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 Pre-historic Period: the Era of Jade Wares?
A great many Jade-ware objects have been found dating from the Neolithic ear, the period of 4,000 years prior to the establishment of Xia Dynasty (21st-17th century BC). The craftsmanship achieved its first pinnacle. Raw materials were obtained from local sources and this led to a wide variety and diversity of styles and appearances. In general, tremolite and serpentite jade formed the bulk of the raw materials used. Other 'beautiful stones' such as quartz and agate were also part of the material supply. This explains why the ancient people paid attention to the hardness, color and luster and it also demonstrates that they drew few lines of distinction in their choice of materials, which at this time seem to have been considered simply on the basis of being 'beautiful stones'.

The manufacturing technology of the pre-historic period was relatively simple. Materials were mainly cut with 'wires' before drawing and designs were executed on the surface with mineral dyes. Holes, if required, were then drilled with tubular borers. Hard tools were used to carve the lines and fine gravel mixed with water was used as the pulverizing technology to shape, polish and finish the work.

 The Early Dynasties: Amazing and Beautiful 

A Jade Dragon
A Jade Dragon of the Han Dynasty

The Xia, Shang and Zhou Dynasties through to the Qin and Han Dynasties were the main periods for the use of the jade in the royal and imperial courts. According to documentation, in this period there were four categories of jade-ware, which were used interchangeably: divine artifacts, ceremonial objects, ornaments and treasures.

Those in the Xia (21st-17th century BC), Shang (16th-11th century BC) and Zhou (11th century BC-221 BC) dynasties through to the Qin (221 BC-206 BC) had their distinctive artistic features, the invention and use of metal, thallium, is the main reason for this progress in craftsmanship; the arrival of Hetian jade into the central plains and its gradual replacement of other raw materials was the basis for the improvement in the standard products and artifacts. The combination of production, the political concepts of the West Zhou Dynasty and subsequent Confucian culture injected much vitality into demands.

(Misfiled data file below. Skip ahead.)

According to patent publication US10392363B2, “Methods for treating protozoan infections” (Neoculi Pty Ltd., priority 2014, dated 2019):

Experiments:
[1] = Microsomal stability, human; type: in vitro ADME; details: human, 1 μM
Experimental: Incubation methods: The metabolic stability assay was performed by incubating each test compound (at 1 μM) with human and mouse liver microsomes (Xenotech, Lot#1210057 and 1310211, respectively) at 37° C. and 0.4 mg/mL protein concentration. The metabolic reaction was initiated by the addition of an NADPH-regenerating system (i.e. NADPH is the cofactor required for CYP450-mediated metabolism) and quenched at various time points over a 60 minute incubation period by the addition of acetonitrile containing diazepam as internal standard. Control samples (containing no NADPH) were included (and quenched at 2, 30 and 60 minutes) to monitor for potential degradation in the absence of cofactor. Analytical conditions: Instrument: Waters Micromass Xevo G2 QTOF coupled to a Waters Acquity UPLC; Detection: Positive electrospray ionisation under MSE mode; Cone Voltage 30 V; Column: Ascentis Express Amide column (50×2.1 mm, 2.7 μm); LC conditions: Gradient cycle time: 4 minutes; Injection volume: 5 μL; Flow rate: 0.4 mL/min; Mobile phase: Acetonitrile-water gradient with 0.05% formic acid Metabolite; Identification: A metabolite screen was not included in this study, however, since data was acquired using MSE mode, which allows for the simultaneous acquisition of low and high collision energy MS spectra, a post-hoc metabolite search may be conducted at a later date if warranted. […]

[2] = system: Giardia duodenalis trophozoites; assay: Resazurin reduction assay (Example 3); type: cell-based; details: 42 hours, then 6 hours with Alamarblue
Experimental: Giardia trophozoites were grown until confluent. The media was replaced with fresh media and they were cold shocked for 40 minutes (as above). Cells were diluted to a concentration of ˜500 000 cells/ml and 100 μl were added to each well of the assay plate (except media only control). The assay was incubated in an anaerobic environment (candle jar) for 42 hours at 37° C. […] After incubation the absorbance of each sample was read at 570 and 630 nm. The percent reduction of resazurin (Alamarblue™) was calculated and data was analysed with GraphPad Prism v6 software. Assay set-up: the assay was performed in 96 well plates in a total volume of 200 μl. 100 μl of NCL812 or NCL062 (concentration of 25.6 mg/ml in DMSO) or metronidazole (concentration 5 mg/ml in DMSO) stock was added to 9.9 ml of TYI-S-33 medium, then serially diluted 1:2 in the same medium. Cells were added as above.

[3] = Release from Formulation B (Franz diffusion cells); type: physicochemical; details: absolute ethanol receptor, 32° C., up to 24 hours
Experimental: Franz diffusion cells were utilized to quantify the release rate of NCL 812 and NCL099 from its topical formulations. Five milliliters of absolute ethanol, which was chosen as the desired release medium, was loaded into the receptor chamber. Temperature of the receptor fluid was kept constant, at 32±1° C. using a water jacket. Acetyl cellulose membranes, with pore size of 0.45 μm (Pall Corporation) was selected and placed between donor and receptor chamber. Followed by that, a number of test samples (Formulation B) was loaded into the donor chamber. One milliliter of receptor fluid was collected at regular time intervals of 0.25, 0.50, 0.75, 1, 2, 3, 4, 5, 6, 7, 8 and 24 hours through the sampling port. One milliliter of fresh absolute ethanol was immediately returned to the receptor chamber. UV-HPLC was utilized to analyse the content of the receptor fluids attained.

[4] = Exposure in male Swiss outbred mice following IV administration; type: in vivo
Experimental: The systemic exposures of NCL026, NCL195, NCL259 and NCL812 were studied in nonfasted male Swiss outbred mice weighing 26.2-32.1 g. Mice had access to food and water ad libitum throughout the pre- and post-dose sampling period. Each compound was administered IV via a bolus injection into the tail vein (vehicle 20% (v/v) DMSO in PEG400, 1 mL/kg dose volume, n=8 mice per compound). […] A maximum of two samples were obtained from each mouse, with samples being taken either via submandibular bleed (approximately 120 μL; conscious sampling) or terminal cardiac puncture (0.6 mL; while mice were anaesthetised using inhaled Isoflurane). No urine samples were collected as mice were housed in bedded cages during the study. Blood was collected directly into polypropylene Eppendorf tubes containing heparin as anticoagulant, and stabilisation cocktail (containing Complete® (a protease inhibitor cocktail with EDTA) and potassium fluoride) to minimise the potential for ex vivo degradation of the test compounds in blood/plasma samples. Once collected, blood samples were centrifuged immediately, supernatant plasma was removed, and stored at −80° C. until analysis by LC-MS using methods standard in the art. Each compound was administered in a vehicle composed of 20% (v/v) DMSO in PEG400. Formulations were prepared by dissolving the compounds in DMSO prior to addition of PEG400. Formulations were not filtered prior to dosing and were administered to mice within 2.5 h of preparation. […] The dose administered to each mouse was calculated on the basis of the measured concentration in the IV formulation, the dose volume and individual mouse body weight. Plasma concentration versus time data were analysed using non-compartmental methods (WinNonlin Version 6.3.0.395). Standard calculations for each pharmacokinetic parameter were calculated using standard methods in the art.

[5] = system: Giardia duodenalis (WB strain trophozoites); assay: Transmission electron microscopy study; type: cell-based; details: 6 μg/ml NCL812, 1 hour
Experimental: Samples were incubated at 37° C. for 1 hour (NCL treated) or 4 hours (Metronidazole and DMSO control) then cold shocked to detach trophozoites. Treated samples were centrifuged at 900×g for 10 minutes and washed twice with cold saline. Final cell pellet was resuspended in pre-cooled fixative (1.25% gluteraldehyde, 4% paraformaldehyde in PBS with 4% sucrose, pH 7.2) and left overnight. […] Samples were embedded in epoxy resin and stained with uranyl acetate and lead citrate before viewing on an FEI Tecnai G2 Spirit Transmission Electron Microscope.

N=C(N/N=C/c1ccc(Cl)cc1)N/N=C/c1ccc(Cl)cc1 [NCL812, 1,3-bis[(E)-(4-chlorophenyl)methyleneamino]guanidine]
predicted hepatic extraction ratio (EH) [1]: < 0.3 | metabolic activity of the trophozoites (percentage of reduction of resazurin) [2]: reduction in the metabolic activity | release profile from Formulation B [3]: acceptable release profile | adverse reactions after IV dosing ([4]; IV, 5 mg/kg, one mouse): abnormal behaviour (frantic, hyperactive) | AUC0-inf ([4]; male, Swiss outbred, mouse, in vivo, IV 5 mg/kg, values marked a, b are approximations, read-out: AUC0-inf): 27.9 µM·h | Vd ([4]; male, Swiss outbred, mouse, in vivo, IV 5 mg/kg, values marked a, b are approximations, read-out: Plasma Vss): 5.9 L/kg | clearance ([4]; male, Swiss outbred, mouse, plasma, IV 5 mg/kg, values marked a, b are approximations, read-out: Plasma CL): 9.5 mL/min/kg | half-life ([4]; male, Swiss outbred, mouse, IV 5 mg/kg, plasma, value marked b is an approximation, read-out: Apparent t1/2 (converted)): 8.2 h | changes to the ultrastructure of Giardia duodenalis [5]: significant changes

As far as discoveries were concerned, the progress in the workmanship is obvious. Light-green food containers had already appeared by the advent of Shang Dynasty (17th - 11th century BC); the techniques of producing extremely smooth lines smooth had initially been created during the West Zhou Dynasty. The Warring States Period (476 - 221 BC) witnessed the second peak in the history of jade carving. The invention and use of ironware and steelyard widened the scope of jade crafting techniques. With the advent of new polishing techniques, a whole batch of elegant standardized jade-ware appeared.

 For everyday life: Full of Interests 
Jade carving experienced a rare period of decline in the Wei and Jin periods and this lasted through to the Sui Dynasty (581 - 618). Very little documentary writing was recorded in this era. From the Song (960 - 1279) to the Qing (1644 - 1911) dynasties, jade-ware's association with religious practice gradually became increasing cosmopolitan and more specifically it became connected with praying for happiness. The elite religious rites of previous times gave way to more secular functions for artefacts. The change from exclusive religious icon to ornamentation and use in simple folk-ritual led jade-ware from the royal court to the general public, form the divine altar to the common people. This further consolidated the fundamental, everlasting qualities associated with jade-ware in China. As a consequence, large quantities of commercial, antique and common jade appeared.

A Jade Ware
A Jade Ware
A Jade Disk
A Jade Disk

The jade-belt was popular during the Tang (618 - 907) and Song dynasties as was the gold-inlaid white jade bracelet and bowl. After the Tang era, many jade seals symbolizing the power of the emperors appeared. Copying old jade was also very popular in the Song Dynasty. Most of these replicas were jade carving from well-known Buddhist stories reflecting the customs of the aristocrats in Qidan and Hou Jin during the Xia, Liao and Jin periods, became the trend. Ear pendants in the shape of lotus children were a common theme during the Song and Yuan Dynasties. The Qing Dynasty reached a new peak in jade-ware craftsmanship with its quantity, quality, application and beauty. This was something that had not been achieved since the days of the Han. Jade carving reached its true hey-day. 

 See further information: Jade Appreciation

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